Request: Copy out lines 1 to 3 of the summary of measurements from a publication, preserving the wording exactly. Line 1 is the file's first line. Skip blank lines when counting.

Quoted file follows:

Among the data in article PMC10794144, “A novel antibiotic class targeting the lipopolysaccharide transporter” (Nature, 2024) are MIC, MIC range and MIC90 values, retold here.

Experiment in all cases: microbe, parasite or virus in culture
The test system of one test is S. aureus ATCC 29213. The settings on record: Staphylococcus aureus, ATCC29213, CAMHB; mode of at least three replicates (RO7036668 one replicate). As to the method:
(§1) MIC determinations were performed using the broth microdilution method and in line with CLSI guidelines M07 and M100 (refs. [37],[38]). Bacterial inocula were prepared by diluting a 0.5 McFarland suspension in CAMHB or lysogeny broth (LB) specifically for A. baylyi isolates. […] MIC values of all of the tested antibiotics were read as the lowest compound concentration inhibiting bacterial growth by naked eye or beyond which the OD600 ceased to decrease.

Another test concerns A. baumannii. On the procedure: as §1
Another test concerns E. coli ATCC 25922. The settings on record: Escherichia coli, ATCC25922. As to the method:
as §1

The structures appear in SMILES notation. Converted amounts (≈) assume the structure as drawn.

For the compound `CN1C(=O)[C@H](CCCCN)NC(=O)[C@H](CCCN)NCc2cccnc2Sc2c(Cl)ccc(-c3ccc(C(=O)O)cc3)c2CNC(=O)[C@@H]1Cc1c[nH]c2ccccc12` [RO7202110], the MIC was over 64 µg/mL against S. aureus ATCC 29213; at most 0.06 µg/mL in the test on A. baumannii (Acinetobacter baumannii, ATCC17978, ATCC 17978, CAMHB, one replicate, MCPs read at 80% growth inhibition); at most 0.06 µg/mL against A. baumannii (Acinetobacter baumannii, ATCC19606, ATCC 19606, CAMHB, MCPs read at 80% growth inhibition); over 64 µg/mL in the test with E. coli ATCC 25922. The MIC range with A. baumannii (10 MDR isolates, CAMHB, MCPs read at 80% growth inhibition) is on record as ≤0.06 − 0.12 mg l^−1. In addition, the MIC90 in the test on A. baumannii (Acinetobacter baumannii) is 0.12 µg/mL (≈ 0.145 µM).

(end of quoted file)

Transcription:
Among the data in article PMC10794144, “A novel antibiotic class targeting the lipopolysaccharide transporter” (Nature, 2024) are MIC, MIC range and MIC90 values, retold here.

Experiment in all cases: microbe, parasite or virus in culture
The test system of one test is S. aureus ATCC 29213. The settings on record: Staphylococcus aureus, ATCC29213, CAMHB; mode of at least three replicates (RO7036668 one replicate). As to the method: